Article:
Care home survivors hit out at 'delaying tactics'
FORMER residents of a care home where dozens of children died have accused Education Minister Mary Coughlan of using "delaying tactics" to avoid meeting them.
Last week the minister said she was waiting for a report on Bethany Home, a Protestant-run institution in Rathgar, Co Dublin, which she intended to examine. However, she didn't specify what report this was.
Her spokesman said he believed she was referring to the information collated by academic Niall Meehan about the home -- but the survivors say they were never asked for this.
"They will do as many delaying tactics as possible," said former resident Derek Leinster after he and others presented letters to the Taoiseach and ministers for education, health and justice.
"We've had 13 years of this playing around. She (Mary Coughlan) needs to stop this nonsense now and meet us."
In the letters presented yesterday, the former residents called for their inclusion in the State Redress Scheme.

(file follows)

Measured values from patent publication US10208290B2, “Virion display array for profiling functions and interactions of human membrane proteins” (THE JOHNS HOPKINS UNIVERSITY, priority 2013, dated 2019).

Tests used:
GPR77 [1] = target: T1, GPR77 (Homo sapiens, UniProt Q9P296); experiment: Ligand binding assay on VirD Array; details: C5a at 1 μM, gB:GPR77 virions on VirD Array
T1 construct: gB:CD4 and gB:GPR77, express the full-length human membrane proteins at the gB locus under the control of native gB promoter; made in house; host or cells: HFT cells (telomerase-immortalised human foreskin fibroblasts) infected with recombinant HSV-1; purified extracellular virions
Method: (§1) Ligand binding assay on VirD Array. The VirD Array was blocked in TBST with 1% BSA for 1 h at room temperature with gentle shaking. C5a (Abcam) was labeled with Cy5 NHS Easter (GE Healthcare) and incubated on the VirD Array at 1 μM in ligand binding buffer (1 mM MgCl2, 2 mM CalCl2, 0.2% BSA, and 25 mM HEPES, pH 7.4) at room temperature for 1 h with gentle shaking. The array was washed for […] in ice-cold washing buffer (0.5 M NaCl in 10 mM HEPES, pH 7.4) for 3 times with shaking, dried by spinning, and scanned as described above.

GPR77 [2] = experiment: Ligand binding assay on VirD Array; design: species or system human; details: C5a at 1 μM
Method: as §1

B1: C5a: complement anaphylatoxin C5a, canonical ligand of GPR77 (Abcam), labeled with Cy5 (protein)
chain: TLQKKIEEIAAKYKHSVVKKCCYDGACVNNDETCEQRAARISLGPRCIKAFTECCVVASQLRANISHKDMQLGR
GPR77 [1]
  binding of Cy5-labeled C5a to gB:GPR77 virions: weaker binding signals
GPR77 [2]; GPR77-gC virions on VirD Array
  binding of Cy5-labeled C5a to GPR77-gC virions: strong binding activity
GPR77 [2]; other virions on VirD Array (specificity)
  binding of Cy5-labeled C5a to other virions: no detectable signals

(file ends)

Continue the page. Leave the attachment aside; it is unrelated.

"We demand the rights that should be accorded to all Irish citizens, the right to equality of treatment and the right to redress for failings that are the responsibility of the State. We demand this also for women confined in so-called Magdalene Laundries, who also are denied redress by your Government," they stated.
Researcher Niall Meehan recently discovered the unmarked graves in Mount Jerome cemetery of children who died in the home. He said that there was no doubt Bethany Home had been a place of detention for unmarried mothers and met the criteria for the redress scheme.
He pointed to a letter he received in July this year from Barry O'Donnell, secretary to the Justice Minister, in which he admitted that Bethany Home was: "Registered by the then Minister for Justice on 17 April, 1945, as a place of detention for offending female, non-Catholic children and young persons, under 17 years of age."
Mr Meehan pointed out that when Mr Leinster earlier sought this information it was denied to him. He also confirmed that the minister had not asked for a copy of his extensive research.
"We were banished and dumped as if we were pieces of trash," said Mr Leinster of children in the home. "We want to be treated no differently than any body else."
Ms Coughlan said last week she would be discussing the issue of Bethany House with Justice Minister Dermot Ahern.